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Value Added By A Financial Advisor

 

Part of acting in a prudent and fiduciary capacity involves charging a reasonable fee that is transparent to the client. SYM Financial Advisors has long favored cost transparency through fiduciary relationships with all clients. It is simply the right way to do business.

Working with an expert advisory team provides a peace of mind and convenience that many clients consider worth the fee in and of itself.  SYM advisors also aim to quantitatively grow client portfolios in amounts that exceed the fees charged for their services. Determining whether or not our relationship causes clients to be “money ahead” is a complex assessment, and involves more variables than simply market returns.

One approach to attain an impartial estimate of fee-only advisors’ value-add is by studying the third-party valuation assessments published by prominent industry sources. The research arms of Vanguard, Morningstar and Russell Investments each released the results of their own independent investigations into the value of fee-only advisors’ investment advice.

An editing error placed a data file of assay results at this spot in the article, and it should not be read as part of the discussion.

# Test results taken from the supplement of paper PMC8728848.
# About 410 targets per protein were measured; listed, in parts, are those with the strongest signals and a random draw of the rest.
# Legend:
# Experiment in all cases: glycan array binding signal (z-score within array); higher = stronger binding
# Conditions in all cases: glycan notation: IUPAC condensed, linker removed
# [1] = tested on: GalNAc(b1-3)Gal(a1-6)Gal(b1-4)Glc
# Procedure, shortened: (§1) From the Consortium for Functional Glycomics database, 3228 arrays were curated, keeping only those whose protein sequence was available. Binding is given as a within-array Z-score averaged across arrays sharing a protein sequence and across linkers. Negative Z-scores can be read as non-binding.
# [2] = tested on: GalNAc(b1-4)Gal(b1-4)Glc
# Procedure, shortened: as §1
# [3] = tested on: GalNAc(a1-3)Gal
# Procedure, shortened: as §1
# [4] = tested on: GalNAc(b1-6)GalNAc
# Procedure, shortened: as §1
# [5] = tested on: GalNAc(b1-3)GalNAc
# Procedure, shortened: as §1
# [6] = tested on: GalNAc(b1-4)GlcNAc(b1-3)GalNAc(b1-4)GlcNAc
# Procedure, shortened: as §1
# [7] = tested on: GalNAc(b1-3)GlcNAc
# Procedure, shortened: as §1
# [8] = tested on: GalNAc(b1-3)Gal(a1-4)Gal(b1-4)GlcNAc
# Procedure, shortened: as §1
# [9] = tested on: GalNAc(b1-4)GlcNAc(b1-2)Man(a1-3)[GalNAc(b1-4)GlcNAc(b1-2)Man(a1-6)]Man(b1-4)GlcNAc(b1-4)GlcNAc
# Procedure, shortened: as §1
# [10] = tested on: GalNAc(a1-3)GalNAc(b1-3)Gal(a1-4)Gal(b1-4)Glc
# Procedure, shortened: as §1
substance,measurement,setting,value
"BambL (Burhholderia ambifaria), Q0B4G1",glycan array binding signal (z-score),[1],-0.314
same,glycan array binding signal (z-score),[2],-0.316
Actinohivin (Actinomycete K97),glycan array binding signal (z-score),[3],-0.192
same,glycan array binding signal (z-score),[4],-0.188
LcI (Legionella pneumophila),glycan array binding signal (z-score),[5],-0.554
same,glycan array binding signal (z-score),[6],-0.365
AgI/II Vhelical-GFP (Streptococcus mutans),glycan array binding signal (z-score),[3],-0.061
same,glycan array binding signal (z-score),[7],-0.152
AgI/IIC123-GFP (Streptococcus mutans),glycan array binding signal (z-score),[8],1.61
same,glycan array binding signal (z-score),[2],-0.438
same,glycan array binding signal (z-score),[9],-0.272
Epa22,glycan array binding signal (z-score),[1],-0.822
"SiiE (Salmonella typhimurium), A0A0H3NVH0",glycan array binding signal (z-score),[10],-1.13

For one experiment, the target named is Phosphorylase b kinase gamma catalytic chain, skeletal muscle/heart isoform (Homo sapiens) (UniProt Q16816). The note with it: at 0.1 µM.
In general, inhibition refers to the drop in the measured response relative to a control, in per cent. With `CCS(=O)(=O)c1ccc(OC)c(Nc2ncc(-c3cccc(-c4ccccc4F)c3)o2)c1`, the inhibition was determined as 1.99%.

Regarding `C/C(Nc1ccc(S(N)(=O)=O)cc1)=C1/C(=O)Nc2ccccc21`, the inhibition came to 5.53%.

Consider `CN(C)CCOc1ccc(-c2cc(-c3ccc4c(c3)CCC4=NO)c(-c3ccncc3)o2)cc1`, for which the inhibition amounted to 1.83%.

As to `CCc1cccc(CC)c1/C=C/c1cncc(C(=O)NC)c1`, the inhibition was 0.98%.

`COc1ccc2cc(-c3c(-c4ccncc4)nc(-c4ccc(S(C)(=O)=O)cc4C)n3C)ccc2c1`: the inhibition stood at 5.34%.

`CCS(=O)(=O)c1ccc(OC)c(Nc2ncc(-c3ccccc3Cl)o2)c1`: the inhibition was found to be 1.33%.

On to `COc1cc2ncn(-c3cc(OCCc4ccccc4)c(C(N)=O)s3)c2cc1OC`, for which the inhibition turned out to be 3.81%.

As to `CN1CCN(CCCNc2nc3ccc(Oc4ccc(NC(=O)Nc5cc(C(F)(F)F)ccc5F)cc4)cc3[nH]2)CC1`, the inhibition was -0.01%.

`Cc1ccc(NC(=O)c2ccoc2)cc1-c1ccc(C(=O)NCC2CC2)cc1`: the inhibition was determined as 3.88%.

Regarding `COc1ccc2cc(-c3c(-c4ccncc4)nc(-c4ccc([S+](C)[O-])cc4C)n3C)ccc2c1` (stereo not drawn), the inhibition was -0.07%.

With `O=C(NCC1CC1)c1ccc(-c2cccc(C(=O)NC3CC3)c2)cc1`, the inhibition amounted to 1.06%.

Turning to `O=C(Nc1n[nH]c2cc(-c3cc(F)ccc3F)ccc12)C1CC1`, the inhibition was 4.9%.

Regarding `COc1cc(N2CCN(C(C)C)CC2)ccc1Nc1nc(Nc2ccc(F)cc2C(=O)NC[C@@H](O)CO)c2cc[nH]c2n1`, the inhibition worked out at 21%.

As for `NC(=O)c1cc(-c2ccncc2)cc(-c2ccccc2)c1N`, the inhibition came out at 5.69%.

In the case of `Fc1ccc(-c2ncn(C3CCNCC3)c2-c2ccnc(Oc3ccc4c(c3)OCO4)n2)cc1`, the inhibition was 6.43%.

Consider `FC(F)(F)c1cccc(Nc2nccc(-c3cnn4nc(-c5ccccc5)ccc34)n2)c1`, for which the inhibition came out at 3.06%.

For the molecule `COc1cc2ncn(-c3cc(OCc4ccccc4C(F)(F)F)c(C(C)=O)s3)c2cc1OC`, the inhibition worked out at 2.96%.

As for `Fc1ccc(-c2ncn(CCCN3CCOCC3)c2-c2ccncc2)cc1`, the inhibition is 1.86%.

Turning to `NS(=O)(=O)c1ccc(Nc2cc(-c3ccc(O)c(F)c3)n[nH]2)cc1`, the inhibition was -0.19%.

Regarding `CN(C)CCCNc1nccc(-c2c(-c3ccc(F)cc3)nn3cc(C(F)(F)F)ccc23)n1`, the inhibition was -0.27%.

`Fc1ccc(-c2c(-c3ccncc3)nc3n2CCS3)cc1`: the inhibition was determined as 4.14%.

According to the three independent studies detailed below, a fiduciary advisory relationship can be expected to add an average 2.45% to 4.08% per year. Importantly, this figure comfortably exceeds the net-of-tax and gross-of-tax fee for all SYM clients.

 

“Putting a Value on Your Value: Quantifying Vanguard Advisor’s Alpha”

Vanguard Research, 2016
Kinniry, Jaconetti, Joseph, Ziberlng; Web:
https://www.vanguard.com/pdf/ISGQVAA.pdf

Vanguard is one of the world's largest investment companies, offering a large selection of low-cost mutual funds, ETFs, and related services. Vanguard started the first index mutual fund in 1976 and now manages approximately $4 trillion in global assets.

Vanguard set out to measure the potential value added by a financial advisor relationship by researching seven processes or modules. Their findings are as follows.

 

Module 1  Asset allocation – Asset allocation is the process of determining what percentage of a portfolio will be invested in various asset classes such as stocks, bonds and cash investments and is based upon the investor’s financial situation, risk tolerance and time horizon. Vanguard determined the potential value-add of an advisor is significant but too unique per each investor to quantify.

Module 2 – Cost-effective implementation – Cost-effective implementation refers to the creation of portfolios while keeping internal investment expense ratios low when possible. Vanguard found the value-add for cost-effective implementation is 45 basis points for advisors who prioritize the use of low-cost funds. This value-add is calculated as the difference between the average investor experience (measured by asset-weighted expense ratios of the mutual fund and ETF industry), and the lowest-cost funds available.